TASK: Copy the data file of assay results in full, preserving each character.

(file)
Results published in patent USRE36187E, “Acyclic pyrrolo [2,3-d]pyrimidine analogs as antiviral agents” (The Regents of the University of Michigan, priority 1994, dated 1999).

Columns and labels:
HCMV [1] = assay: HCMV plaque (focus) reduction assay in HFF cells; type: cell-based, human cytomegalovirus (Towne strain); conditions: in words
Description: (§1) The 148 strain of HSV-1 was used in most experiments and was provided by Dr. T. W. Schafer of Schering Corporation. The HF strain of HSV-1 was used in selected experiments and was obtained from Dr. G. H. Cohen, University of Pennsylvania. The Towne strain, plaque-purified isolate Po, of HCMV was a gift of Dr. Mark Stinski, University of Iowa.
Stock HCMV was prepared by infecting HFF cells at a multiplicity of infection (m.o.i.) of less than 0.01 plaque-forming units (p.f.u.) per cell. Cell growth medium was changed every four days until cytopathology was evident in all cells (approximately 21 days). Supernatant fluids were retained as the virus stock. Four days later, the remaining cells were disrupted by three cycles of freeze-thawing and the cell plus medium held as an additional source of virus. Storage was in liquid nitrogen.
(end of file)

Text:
Results published in patent USRE36187E, “Acyclic pyrrolo [2,3-d]pyrimidine analogs as antiviral agents” (The Regents of the University of Michigan, priority 1994, dated 1999).

Columns and labels:
HCMV [1] = assay: HCMV plaque (focus) reduction assay in HFF cells; type: cell-based, human cytomegalovirus (Towne strain); conditions: in words
Description: (§1) The 148 strain of HSV-1 was used in most experiments and was provided by Dr. T. W. Schafer of Schering Corporation. The HF strain of HSV-1 was used in selected experiments and was obtained from Dr. G. H. Cohen, University of Pennsylvania. The Towne strain, plaque-purified isolate Po, of HCMV was a gift of Dr. Mark Stinski, University of Iowa.
Stock HCMV was prepared by infecting HFF cells at a multiplicity of infection (m.o.i.) of less than 0.01 plaque-forming units (p.f.u.) per cell. Cell growth medium was changed every four days until cytopathology was evident in all cells (approximately 21 days). Supernatant fluids were retained as the virus stock. Four days later, the remaining cells were disrupted by three cycles of freeze-thawing and the cell plus medium held as an additional source of virus. Storage was in liquid nitrogen.